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    Studies: Pacifiers and batteries pose threats to small children


    It's difficult at times to track everything that children put in their mouths. However two new studies show that threats abound when it comes to children and some household items.

    New research shows that every four hours a child under the age of 3-years-old is treated in an emergency room for an injury caused by a baby bottle, a pacifier, or a sippy cup.

    Most of the injuries were cuts and bruises caused by falls while walking or running with the item in the mouth.

    Perhaps more alarming, another recent study shows that during a 20-year period from 1990 to 2009, there were about 66,000 battery-related emergency department visits by U.S. children under 18.

    Both studies appear in a recent issue of Pediatrics.

    Kids were sent to the emergency room after placing button batteries in their mouths, noses and ears, but most frequently the reason was because they swallowed batteries. Overall, the number of battery-related injuries doubled from 2,591 into 1990 to 5,525 by 2009, and the average age of kids sent to emergency department was 4-years-old.

    Researchers say the number of these injuries in young children is on the rise, along with the increasing popularity of lithium button batteries in electronic devices, which are a small, coin-sized button battery found in many toys or remote controls.

    Swallowing a button battery, such as those found in remote controls, electronic games, and watches, can be especially dangerous for young children. Researchers say these small batteries can become lodged in the esophagus and can lead to severe injury or even death in less than two hours.

    In cases of children tripping and falling with drinking containers or pacifiers, the one study found that most injuries involved bottles (65.8 percent), followed by pacifiers (19.9 percent) and sippy cups (14.3 percent). More than 86 percent of the injuries were caused by falls while using the products.

    "We found that approximately two-thirds of injuries occurred at age one year, when children have transitioned to unsteady walking and are prone to falls," writes researcher Sarah Keim, PhD, of the Research Institute at Nationwide Children's Hospital in Columbus, Ohio, and colleagues.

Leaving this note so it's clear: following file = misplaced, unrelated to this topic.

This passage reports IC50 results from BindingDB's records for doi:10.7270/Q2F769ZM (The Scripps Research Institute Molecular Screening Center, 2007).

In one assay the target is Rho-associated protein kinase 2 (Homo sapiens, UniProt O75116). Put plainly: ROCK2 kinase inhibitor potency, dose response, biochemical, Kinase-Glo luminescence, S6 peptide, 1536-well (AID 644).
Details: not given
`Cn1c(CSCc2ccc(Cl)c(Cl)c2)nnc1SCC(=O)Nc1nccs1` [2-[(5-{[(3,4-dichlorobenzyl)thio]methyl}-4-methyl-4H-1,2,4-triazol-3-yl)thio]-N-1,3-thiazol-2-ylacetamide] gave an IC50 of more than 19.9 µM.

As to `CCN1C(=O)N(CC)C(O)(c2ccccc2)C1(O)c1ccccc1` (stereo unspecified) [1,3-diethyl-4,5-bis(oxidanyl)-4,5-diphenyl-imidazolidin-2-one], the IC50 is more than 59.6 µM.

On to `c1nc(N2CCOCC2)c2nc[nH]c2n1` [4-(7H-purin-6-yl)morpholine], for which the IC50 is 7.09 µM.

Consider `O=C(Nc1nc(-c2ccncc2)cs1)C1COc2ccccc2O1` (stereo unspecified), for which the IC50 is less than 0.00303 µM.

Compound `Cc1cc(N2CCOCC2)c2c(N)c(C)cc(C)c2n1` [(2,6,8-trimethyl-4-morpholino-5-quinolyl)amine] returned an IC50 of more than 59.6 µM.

Researchers found that since electronics are smaller than ever before, these small batteries are used various items ranging from toys, games, hearing aids, watches, calculators, and remote controls. Not surprisingly, lithium, which makes the batteries more powerful, can also make them more dangerous to children who come into contact with them.

    "Young children have a natural tendency to explore their environment by placing batteries and other objects into their mouths," the researchers write.

    Smith said in order to reduce these injury rates, product manufacturers need to step up and make more products safe for children.

    The U.S. Consumer Product Safety Commission and the National Capital Poison Center recommend the following steps to prevent unintentional battery ingestion:

    • Never leave batteries sitting out. Store spare batteries, and batteries to be recycled, out of sight and reach of young children. If recycling is not possible, wrap used batteries securely and discard them where a child can't find them.
    • Discard button batteries carefully.
    • Do not allow children to play with button batteries, and keep button batteries out of your child's reach.
    • Caution hearing aid users to keep hearing aids and batteries out of the reach of children.